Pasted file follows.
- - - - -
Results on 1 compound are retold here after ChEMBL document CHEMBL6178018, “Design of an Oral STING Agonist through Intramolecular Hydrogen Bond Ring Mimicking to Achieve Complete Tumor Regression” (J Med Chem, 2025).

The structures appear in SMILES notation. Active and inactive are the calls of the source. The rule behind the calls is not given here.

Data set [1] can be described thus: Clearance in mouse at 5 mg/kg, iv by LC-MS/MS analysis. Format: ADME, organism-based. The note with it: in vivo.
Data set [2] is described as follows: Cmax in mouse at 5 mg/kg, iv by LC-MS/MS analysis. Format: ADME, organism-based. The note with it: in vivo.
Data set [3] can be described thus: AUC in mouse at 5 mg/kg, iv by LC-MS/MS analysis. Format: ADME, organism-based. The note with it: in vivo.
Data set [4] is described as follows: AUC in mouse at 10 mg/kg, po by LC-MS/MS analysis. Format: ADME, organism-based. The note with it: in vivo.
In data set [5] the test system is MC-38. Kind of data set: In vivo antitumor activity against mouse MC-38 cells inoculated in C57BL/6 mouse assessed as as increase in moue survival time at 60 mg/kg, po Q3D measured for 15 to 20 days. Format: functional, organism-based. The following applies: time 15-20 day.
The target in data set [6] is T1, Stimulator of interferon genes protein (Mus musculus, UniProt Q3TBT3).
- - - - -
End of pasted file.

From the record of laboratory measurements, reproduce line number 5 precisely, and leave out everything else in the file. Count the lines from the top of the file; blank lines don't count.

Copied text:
Data set [3] can be described thus: AUC in mouse at 5 mg/kg, iv by LC-MS/MS analysis. Format: ADME, organism-based. The note with it: in vivo.